There are simply too many reasons to cringe.
They have been working on a new album together since 2012. It hasn’t been released yet, and there is no launch in sight.
Meanwhile, Wes Borland, after a birth and a divorce, left Los Angeles and moved to Detroit with his new girlfriend Queen Kwong, who is the lead singer of her own band. Together they record and tour, and restore the house they bought in that city. He seems happy. Good for him.
Not long ago, he put out a new album made by no one but himself. There are no lyrics, and none of his trademark guitars. Its purely instrumental, with the concept that its the soundtrack to a movie that doesn’t exist, and its wonderful. Playful, experimental, different. Unique. Its what I love about art, the new and the weird. Something unsafe that can fail massively and burn to the ground. Something new.
I hope to make art like that. I hope to lead a fulfilling and moral life. I’ve never done anything as popular as the music Limp Bizkit made. I doubt any of my books have sold as well as the least of Borland’s solo work (though well, “Eloquence,” maybe). When I talk about how influential Borland was on me, I think people misunderstand that it was simply an influence on me when I was an angry young man hopped up on hormones an unable to grasp my own sense of the world, listening to angry music to temper my internal rage. Its hard to explain in short passing how he was such an influence on me as a writer. But he was.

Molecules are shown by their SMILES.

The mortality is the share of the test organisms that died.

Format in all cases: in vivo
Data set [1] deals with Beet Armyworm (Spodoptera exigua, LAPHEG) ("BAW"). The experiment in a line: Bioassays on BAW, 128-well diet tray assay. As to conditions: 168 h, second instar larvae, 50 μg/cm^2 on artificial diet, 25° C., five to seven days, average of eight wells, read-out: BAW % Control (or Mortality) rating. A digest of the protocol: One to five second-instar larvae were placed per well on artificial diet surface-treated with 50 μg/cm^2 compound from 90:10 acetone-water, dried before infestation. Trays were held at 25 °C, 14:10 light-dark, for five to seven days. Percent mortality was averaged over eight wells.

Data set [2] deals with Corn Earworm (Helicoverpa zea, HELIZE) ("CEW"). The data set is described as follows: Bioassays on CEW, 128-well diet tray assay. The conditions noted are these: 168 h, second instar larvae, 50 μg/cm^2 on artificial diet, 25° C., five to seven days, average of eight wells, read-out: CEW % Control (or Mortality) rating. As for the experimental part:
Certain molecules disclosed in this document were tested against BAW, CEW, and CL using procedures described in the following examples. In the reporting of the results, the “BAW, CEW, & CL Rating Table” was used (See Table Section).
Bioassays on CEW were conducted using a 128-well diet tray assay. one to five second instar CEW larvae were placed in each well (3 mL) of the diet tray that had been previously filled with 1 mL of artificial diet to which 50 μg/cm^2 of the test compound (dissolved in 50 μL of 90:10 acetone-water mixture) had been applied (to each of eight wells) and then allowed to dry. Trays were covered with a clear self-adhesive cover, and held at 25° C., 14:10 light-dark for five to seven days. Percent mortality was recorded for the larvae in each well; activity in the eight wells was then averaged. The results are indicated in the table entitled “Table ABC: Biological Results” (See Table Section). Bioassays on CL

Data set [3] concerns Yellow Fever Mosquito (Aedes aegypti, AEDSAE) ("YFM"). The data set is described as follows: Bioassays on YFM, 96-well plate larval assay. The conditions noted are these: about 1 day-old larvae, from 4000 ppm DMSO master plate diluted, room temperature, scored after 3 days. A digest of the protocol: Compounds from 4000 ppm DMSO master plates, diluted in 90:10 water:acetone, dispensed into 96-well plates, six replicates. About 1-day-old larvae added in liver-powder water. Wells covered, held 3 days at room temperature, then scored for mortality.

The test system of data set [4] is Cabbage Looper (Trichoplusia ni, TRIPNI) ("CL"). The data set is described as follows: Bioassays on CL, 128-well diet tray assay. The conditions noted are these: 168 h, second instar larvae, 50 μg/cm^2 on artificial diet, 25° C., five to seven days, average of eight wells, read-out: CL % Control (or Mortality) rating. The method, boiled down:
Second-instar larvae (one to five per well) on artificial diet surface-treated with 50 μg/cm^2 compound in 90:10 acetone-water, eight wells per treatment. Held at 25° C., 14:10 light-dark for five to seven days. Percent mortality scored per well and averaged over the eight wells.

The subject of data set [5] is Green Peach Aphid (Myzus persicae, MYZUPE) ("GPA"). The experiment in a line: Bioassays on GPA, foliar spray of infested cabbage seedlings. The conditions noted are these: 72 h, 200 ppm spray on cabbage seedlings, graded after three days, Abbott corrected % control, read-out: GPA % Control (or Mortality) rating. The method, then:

I’ve wondered what he’d think of my poetry, prose, or plays. He might think they’re shit, honestly. I have no idea if I met him if we’d get along at all. I’ve felt in his art a kindred spirit, but a spirit isn’t a personality. I have no pretensions he’d like me. I got to meet another writer with a big influence on me, Garrison Keilor, a few years ago and I was very annoying I’m sure. Still, if there’s any living artist I’d want to meet, it would be him. Even so, I have no idea what I would say.